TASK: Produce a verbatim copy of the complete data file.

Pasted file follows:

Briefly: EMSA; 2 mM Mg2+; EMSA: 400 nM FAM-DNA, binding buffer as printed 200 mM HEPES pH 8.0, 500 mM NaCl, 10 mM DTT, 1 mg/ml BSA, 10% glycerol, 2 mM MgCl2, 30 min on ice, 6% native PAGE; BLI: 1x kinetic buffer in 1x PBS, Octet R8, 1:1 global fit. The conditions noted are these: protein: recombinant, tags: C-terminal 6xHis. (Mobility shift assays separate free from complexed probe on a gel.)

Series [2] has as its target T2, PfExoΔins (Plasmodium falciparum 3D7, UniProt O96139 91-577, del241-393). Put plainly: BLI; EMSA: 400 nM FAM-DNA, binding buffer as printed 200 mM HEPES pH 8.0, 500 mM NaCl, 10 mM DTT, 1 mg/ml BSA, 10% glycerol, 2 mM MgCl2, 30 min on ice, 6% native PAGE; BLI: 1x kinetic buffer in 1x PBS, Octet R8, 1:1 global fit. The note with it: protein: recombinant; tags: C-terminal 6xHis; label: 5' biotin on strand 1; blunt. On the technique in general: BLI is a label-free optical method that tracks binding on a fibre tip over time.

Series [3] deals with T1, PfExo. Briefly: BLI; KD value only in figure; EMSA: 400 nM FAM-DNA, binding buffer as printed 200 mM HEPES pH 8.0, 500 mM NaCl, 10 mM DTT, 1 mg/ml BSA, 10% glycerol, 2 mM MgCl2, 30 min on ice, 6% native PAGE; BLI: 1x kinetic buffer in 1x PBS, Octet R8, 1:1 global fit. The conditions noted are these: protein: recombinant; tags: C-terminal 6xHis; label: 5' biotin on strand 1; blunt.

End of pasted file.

Briefly: EMSA; 2 mM Mg2+; EMSA: 400 nM FAM-DNA, binding buffer as printed 200 mM HEPES pH 8.0, 500 mM NaCl, 10 mM DTT, 1 mg/ml BSA, 10% glycerol, 2 mM MgCl2, 30 min on ice, 6% native PAGE; BLI: 1x kinetic buffer in 1x PBS, Octet R8, 1:1 global fit. The conditions noted are these: protein: recombinant, tags: C-terminal 6xHis. (Mobility shift assays separate free from complexed probe on a gel.)

Series [2] has as its target T2, PfExoΔins (Plasmodium falciparum 3D7, UniProt O96139 91-577, del241-393). Put plainly: BLI; EMSA: 400 nM FAM-DNA, binding buffer as printed 200 mM HEPES pH 8.0, 500 mM NaCl, 10 mM DTT, 1 mg/ml BSA, 10% glycerol, 2 mM MgCl2, 30 min on ice, 6% native PAGE; BLI: 1x kinetic buffer in 1x PBS, Octet R8, 1:1 global fit. The note with it: protein: recombinant; tags: C-terminal 6xHis; label: 5' biotin on strand 1; blunt. On the technique in general: BLI is a label-free optical method that tracks binding on a fibre tip over time.

Series [3] deals with T1, PfExo. Briefly: BLI; KD value only in figure; EMSA: 400 nM FAM-DNA, binding buffer as printed 200 mM HEPES pH 8.0, 500 mM NaCl, 10 mM DTT, 1 mg/ml BSA, 10% glycerol, 2 mM MgCl2, 30 min on ice, 6% native PAGE; BLI: 1x kinetic buffer in 1x PBS, Octet R8, 1:1 global fit. The conditions noted are these: protein: recombinant; tags: C-terminal 6xHis; label: 5' biotin on strand 1; blunt.